Emma’s Mule

We love getting hand written letters and sketches here at Lost Sea Expedition headquarters. We super-enjoy the pictures we get from young artists like Emma.

Mule Polly eyes her likeness.
Mule Polly eyes her likeness. The pencil sketch was recently sent to us by Emma, a young Arkansas artist. Emma’s mule won the staring contest.

This week, I drove 2 hours to show mule Polly, the mule I took on the Lost Sea Expedition, some artwork sent in by a brother and sister. Here’s how that went.

A few weeks ago, a letter showed up in our (Julia and my) letter box. It contained a beautiful drawing by young artist Benjamin Forbes of Arkansas. It was of a great blue heron, spear-shaped beak ready to skewer some unfortunate water critter. I love these birds. We have one behind our cabin that lands in the willow tree when we scare it up out of the creek on our morning walks. It lands with a mighty croak, like it’s saying “Ark!”  Just watches us.

A closeup look at Benjamin's heron.
A closeup look at Benjamin’s heron. It flew to us via the US Mail service.

Tucked in to the letter, next to Benjamin’s picture, was a very generous gift toward the Lost Sea Expedition TV series. Thanks Craig and Kristin!

Then, this week, another, handwritten letter in the letter box. Julia and I took it to the cabin. We admired it all afternoon. We do love our letters.

Then, that evening, we opened it.

Out tumbled a beautiful pencil sketch. It was of a mule, charming as Polly, staring out over a barn door. Fantastic!

Emma's mule
Emma’s mule. Man, how could you not want to pet her on the nose. And I just KNOW that’s a girl mule (technically called a mare mule by the old timers around here).

Then another flash of paper and I gasped. Emma, Craig and Kristin’s daughter, had sent in a generous-by-any-measure donation to the Lost Sea Expedition TV series.


I was so moved, I vowed the next day I would take Benjamin and Emma’s pictures on the road. Just to show Polly.

My mule Polly, who I did the Lost Sea Expedition with, lives in Asheboro, North Carolina, about two hours from Western North Carolina, where we live. She lives with my buddy Ronald Hudson. Every now and then, I swing by for a few days and trim Ronald’s mules’ hooves.  It’s a great time catch up with old friends, man and critter.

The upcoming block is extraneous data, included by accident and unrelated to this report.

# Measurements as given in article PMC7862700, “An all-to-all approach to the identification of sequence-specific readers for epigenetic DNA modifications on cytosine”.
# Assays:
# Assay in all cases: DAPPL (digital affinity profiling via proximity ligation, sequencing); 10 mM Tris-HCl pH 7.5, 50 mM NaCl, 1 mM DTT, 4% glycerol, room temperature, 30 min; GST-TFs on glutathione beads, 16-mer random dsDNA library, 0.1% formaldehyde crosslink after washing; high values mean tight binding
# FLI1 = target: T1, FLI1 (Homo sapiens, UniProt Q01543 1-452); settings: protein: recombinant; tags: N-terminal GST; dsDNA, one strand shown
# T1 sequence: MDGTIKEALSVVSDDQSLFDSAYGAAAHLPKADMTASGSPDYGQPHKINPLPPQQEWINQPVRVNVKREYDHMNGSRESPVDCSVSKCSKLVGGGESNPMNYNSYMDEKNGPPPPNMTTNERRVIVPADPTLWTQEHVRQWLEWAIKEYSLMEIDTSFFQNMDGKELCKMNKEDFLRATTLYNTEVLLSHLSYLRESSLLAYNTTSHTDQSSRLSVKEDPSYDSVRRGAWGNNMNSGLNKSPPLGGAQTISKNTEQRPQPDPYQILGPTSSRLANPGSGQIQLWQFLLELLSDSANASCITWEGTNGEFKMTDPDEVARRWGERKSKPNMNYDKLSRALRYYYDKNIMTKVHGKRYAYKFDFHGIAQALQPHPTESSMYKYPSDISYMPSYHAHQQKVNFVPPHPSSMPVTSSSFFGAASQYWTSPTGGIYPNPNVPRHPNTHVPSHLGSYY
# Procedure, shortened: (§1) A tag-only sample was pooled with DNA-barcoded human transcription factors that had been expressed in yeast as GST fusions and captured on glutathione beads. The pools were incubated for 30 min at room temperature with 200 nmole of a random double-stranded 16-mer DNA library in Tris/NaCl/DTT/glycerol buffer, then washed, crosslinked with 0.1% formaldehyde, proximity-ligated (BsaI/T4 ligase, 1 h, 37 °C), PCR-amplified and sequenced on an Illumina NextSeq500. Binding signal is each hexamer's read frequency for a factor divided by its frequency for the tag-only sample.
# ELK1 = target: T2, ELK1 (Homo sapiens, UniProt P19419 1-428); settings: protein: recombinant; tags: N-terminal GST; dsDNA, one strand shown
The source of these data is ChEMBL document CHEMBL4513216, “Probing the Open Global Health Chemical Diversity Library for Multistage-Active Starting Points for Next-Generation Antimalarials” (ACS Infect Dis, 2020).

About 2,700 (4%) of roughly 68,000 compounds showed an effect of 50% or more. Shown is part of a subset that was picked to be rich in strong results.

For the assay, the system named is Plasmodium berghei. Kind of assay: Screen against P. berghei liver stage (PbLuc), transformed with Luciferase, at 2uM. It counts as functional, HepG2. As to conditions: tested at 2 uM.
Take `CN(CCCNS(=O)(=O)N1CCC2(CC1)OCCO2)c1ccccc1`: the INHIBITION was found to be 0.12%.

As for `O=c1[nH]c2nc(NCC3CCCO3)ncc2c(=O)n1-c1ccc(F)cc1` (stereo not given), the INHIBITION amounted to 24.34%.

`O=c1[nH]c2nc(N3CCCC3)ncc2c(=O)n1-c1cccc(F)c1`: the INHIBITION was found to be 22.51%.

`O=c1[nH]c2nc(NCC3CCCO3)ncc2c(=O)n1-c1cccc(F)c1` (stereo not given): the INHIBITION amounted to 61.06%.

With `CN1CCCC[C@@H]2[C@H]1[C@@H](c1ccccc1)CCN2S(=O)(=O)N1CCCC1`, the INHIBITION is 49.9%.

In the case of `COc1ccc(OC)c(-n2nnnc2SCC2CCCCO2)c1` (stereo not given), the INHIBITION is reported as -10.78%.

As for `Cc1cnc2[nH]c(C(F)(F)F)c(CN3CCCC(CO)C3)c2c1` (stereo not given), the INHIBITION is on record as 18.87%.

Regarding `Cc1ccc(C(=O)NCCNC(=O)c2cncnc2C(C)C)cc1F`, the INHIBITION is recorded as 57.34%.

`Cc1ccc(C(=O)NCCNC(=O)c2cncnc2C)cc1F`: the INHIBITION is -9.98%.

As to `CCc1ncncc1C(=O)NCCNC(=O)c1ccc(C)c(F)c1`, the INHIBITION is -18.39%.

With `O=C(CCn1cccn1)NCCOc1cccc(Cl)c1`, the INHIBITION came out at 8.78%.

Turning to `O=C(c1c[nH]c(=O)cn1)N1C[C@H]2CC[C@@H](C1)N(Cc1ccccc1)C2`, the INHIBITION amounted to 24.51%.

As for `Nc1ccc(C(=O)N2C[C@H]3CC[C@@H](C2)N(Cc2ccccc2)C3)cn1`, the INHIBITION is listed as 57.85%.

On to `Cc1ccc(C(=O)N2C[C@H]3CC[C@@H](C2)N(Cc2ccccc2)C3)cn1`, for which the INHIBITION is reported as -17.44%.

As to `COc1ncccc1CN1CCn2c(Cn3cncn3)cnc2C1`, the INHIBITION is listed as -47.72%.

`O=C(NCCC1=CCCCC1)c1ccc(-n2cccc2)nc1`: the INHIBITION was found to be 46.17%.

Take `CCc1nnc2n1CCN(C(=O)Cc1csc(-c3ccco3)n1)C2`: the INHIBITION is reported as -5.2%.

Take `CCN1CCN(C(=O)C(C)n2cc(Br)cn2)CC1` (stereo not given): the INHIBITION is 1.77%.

Mule Polly and Ronald Hudson at Benson Mule Days 2016.
Mule Polly and Ronald Hudson at Benson Mule Days 2016. Ronald has owned Polly at least three times. Though I own her now, she’s living with Ronald…..again……

I figured I’d take a few photos of Polly with Benjamin and Emma’s photos. A few more of my wagon that I sleep in while I’m on the road. Give Emma and Benjamin a glimpse in to my day to day life.

So here you go Emma and Benjamin. I’m nothing near the artist you guys are but I still figured you’d enjoy seeing where your photos went this week. Call it Bernie’s Great Hoof Trimming Adventure

Polly looks worried
Here I’m rasping Polly’s hooves to smooth them off after I removed the heavy stock with the nippers. I’ve been trimming Polly’s feet for 12-plus years and she STILL gives me that worried look….. (note, this photo was taken earlier this fall – hence the leaves on the trees).
To trim a mule's hooves, you pince off the excess material with sharp pincers. Here, I'm trimming down the heel.
To trim a mule’s hooves, you nip off the excess material with sharp pincers. Here, I’m trimming down the hoof halfway between the frog (the triangular, dark piece) and the toe. When that’s done,   you go back with the rasp to smooth the hoof (see above).
The wagon I sleep in when trimming mule hooves.
It usually takes me two days to trim the 15-plus mules I take care of. Half of that time is spent trimming mules. The other half is spent chasing mules and chatting with my buddy Ronald. Nights, I sleep in this wagon. This is the wagon Polly pulled most of the way across Newfoundland.
The tiny wagon stove
The wagon has a tiny wood stove that I built for cooking and heating. In cold weather, like this weekend when it dipped to 19 degrees, it sure is nice to have something take the edge off the chill. I’ve built two stoves for wagons. More about the one you’re looking at is here.  Another stove for another wagon I built is here.
Polly checks out Emma and Benjamin's artwork.
Polly checks out Emma and Benjamin’s artwork.
Bernie with pictures in wagon.
Inside my tiny wagon. When I saw this photo, I immediately wrote Benjamin, who drew the heron, to apologize. From the angle the photo was taken, it looks like I’m cooking the poor bird on my stove. Sorry Benjamin…
Mule Polly eyes the wagon.
Part of the magic of  wagon travel is opening your front door and coming face to ear with a mule.  In this case, it’s mule Polly. Here, she’s scoping out the wagon for bread, her favorite snack. You can see the tiny saucepan and lid I use for coffee, pasta and rice.
The stove pipe to my tiny stove. Man I love that smoke in the December morning air.
The stove pipe to my tiny stove. Man I love that smoke in the December morning air.

Thanks again, Emma, Benjamin, Kristin and Craig, for your generous gifts. Your painting and sketch will live in the cabin and your donation will live on for others to enjoy on Public Television.

For readers who’d like to contribute, we’d love what ever you can offer. Here’s the link to our giving page.

Hey, you can even write us the old fashion way – you know, with stamps. Send us pictures, sketches. Whatever. We’d love to hear from you!

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